GIF files start with a fixed-length header ("GIF87a" or "GIF89a") giving the version, followed by a fixed-length Logical Screen Descriptor giving the pixel dimensions and other characteristics of the logical screen. The screen descriptor may also specify the presence and size of a Global Color Table, which follows next if present.
Thereafter, the file is divided into segments, each introduced by a 1-byte sentinel:
An image starts with a fixed-length Image Descriptor, which may specify the presence and size of a Local Color Table (which follows next if present). The image data follows: one byte giving the bit width of the unencoded symbols (which must be at least 2 bits wide, even for bi-color images), followed by a linked list of sub-blocks containing the LZW-encoded data.
Extension blocks (blocks that "extend" the 87a definition via a mechanism already defined in the 87a spec) consist of the sentinel, an additional byte specifying the type of extension, and a linked list of sub-blocks with the extension data. Extension blocks that modify an image (like the Graphic Control Extension that specifies the optional animation delay time and optional transparent background color) must immediately precede the segment with the image they refer to.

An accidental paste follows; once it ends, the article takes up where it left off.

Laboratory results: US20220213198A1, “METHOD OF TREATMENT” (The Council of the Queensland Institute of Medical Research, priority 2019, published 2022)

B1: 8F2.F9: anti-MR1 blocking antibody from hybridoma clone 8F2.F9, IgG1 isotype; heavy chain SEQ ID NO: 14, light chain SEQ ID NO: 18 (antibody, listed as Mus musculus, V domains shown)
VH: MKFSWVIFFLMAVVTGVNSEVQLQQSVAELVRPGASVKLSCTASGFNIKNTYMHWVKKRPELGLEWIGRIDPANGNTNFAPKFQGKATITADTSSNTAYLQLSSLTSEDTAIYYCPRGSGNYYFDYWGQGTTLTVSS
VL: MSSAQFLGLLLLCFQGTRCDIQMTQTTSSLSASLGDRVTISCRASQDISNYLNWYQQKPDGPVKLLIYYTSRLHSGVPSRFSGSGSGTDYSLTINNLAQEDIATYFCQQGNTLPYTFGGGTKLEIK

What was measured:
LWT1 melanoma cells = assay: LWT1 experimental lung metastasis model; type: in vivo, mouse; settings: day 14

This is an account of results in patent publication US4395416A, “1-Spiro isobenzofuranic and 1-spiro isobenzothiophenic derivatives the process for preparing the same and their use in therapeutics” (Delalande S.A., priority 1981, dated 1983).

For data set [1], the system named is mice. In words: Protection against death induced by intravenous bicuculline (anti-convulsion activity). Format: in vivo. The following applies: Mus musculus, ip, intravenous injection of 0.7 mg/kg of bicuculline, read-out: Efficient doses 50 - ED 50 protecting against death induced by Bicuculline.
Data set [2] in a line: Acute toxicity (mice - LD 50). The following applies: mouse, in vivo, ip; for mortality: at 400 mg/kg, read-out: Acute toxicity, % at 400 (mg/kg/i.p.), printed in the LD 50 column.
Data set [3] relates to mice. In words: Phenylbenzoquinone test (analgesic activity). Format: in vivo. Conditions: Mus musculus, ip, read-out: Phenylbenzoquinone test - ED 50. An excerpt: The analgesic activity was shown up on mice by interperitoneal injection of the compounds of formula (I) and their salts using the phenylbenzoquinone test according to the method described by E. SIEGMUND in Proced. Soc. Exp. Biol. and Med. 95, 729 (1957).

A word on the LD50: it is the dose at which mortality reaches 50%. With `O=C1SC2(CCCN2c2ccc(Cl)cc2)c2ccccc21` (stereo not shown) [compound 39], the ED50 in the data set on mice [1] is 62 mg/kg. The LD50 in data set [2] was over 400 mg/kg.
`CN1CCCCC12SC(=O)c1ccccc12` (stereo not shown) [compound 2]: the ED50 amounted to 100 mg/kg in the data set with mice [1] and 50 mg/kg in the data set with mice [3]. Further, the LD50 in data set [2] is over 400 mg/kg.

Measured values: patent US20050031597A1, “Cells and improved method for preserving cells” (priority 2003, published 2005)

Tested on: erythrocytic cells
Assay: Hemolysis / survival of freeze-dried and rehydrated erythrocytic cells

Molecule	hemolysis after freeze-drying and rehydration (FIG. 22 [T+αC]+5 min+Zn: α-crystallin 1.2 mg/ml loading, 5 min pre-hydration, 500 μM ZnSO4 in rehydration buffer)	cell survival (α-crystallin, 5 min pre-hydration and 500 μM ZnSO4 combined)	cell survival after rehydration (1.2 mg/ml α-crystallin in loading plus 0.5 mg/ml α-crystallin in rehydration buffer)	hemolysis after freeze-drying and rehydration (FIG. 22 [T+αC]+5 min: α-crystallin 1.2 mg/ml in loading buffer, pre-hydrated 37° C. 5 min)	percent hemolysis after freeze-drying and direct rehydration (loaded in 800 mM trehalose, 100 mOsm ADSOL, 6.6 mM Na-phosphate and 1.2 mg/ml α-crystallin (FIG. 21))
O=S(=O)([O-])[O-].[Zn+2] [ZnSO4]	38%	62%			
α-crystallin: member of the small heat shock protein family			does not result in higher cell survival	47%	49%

The linked lists used by the image data and the extension blocks consist of series of sub-blocks, each sub-block beginning with a byte giving the number of subsequent data bytes in the sub-block (1 to 255). The series of sub-blocks is terminated by an empty sub-block (a 0 byte).
This structure allows the file to be parsed even if not all parts are understood. A GIF marked 87a may contain extension blocks; the intent is that a decoder can read and display the file without the features covered in extensions it does not understand.
The full detail of the file format is covered in the GIF specification.
GIF is palette-based: the colors used in an image (a frame) in the file have their RGB values defined in a palette table that can hold up to 256 entries, and the data for the image refer to the colors by their indices (0–255) in the palette table. The color definitions in the palette can be drawn from a color space of millions of shades (224 shades, 8 bits for each primary), but the maximum number of colors a frame can use is 256. This limitation seemed reasonable when GIF was developed because few people could afford the hardware to display more colors simultaneously. Simple graphics, line drawings, cartoons, and grey-scale photographs typically need fewer than 256 colors.
Each frame can designate one index as a "transparent background color": any pixel assigned this index takes on the color of the pixel in the same position from the background, which may have been determined by a previous frame of animation.